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Thoughts on Genealogy by Mary Nabb:

Here at the Historical Society, we keep hearing over and over from our friends and neighbors that they didn’t know we were here. When visitors stop in they are amazed at what they find inside; whether they are from Dorchester County, someone passing through Cambridge or someone coming to use our library.

Over the past few weeks I’ve met people at DCHS from other states that came here to research their family history. One week there were cousins who were meeting there in hopes of finding clues to piece together facts they already knew on a family named Thiel. She told me they had a store in the Taylors Island, Meekins Neck, Golden Hill area that once belonged to Levin T. Dunnock, and it had burned. She had the date of the fire but had been unable to find further information. I remembered that the name Thiel was in my family tree and Levin T. Dunnock was my great-great grandfather. That was enough to spark interest on both sides and I shared that I knew Levin owned a store but I had never found the exact location. One of the cousins stayed in Cambridge that night and went to Meekins Neck and Taylors Island before returning to her home in New Jersey. I helped her piece together maps from the 1877 Atlas so she could envision the long stretch from Lower Hooper’s Island to James Island, north of Taylors Island.

The second encounter I had with visitors was a couple of weeks later when 2 couples came in who were in the Gray family. I had been introduced to them in 2019 by phone when Gary and Kathy Gray stopped in at DCHS to research their family. There was an event taking place that day at DCHS so they didn’t have much time in the library. Ann Phillips had called me to speak with them since she knew my husband Carlton Nabb was from the Gray family.

So, we connected again, this time in person and I got to meet the other couple who was from Michigan. The first time the Grays had visited they were amazed to find within our exhibits the post office from Elliotts Island. We have the postal boxes as they were when the post office closed, one side was the box numbers and the combination locks. On the other side were the names of the residents so the postmaster could put the mail in the correct boxes. They came back to show that post office to the other couple because two of the boxes were marked with names of relatives. The men had a nice visit and posed for a picture at the post office. As they worked their way through the museum they recognized a great-grandfather in pictures hanging in our hunting, trapping area.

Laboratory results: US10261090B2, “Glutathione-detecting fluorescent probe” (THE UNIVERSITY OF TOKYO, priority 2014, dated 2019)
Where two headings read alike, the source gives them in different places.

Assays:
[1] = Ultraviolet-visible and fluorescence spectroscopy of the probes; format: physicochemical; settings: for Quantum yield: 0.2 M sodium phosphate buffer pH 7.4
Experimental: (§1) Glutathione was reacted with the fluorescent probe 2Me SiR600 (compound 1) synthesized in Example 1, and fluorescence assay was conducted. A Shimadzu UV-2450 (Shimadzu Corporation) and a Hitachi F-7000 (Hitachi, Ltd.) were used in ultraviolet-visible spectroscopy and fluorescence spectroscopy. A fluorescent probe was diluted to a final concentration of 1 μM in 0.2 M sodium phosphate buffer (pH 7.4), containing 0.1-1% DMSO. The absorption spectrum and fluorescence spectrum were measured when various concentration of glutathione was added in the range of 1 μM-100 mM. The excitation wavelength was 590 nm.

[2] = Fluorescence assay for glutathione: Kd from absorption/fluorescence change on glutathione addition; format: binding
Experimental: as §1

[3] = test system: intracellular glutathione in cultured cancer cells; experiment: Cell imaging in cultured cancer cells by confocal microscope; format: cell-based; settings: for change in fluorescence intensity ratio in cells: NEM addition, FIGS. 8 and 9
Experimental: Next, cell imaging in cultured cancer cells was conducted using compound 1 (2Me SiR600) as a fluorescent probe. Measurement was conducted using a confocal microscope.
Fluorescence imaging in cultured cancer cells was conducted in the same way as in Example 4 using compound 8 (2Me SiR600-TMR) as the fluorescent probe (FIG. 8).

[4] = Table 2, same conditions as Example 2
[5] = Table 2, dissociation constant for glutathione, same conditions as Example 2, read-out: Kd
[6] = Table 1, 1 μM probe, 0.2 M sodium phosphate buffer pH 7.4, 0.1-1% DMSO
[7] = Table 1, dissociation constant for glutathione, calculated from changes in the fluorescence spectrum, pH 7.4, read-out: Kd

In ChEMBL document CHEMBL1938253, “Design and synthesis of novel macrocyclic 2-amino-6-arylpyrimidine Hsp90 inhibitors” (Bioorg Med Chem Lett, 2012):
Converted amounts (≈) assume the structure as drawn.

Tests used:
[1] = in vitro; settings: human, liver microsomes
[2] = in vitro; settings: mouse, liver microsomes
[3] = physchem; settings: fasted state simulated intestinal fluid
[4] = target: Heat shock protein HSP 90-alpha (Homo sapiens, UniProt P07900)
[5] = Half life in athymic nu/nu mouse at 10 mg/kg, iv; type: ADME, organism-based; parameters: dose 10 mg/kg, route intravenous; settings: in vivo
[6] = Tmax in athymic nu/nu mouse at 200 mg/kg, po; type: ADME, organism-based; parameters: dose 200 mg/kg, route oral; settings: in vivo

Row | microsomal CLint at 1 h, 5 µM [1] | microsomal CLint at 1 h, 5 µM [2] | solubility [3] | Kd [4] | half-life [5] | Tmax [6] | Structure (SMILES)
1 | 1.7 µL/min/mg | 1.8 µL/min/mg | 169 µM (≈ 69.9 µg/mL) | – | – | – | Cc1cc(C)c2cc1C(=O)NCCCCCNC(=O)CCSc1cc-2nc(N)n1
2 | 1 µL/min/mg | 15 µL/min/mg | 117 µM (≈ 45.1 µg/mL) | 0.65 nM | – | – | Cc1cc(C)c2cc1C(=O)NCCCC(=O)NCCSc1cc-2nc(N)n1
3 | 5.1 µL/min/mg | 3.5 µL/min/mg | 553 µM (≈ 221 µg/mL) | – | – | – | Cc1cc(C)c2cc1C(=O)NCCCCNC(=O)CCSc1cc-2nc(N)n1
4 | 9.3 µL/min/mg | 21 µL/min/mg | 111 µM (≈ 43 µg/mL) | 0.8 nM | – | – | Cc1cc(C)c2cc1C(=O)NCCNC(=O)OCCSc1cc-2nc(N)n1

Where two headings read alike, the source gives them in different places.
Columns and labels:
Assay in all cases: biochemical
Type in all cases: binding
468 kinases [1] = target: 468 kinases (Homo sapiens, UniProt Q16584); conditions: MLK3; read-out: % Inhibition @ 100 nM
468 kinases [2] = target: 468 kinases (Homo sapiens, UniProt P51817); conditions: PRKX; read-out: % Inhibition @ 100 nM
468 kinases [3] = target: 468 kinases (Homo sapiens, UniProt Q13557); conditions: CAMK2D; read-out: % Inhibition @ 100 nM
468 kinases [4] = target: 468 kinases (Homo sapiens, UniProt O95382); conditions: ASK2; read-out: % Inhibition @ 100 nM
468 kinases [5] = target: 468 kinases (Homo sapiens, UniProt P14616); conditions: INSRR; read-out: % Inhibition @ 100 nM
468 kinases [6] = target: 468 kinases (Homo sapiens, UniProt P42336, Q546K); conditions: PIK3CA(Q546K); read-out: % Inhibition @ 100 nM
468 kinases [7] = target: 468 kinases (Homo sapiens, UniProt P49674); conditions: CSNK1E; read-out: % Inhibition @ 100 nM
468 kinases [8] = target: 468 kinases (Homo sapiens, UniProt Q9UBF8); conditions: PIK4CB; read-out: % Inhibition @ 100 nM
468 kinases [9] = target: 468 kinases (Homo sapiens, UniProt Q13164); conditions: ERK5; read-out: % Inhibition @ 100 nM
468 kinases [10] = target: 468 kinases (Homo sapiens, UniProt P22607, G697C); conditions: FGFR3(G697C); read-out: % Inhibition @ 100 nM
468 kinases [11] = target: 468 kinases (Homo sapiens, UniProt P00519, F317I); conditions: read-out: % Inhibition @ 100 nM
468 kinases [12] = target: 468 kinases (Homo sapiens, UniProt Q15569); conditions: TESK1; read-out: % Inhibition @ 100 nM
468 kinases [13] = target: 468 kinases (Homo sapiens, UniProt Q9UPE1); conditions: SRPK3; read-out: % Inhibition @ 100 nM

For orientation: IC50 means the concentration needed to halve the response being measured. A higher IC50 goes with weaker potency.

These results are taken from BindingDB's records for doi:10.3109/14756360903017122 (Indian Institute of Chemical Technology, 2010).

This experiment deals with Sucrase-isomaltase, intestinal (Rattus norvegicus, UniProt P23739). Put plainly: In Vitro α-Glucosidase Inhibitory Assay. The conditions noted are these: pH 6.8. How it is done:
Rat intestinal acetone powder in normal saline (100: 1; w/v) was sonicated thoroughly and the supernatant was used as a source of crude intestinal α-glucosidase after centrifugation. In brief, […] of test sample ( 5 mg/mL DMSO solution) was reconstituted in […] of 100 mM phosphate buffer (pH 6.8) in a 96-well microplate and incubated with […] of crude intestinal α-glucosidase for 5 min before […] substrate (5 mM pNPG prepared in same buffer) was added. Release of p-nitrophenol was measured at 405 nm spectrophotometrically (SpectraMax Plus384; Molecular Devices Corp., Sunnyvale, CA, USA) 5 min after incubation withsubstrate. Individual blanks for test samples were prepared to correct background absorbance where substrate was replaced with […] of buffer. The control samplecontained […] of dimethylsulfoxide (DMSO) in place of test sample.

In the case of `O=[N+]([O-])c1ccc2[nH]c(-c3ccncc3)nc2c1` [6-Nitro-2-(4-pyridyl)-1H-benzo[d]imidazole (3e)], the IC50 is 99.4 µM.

Imagine the feeling these people had when finding a specific connection to their family in our museum. And my feeling when I happen to be there at the time these “cousins” stop by to visit. If you do genealogy you’ll understand.

We want everyone locally to be aware of the great resources we have in our library on Dorchester History – not just the county, but your ancestors. You may even find a picture of them or an obituary or record of their birth or marriage. There are a lot of people out there that have no idea this resource is close to home. If you can come in to visit and then tell your friends what you found you’ll be doing us a big favor. This is your invitation to visit us and plan to use our facility to fill in some spaces on that family tree.



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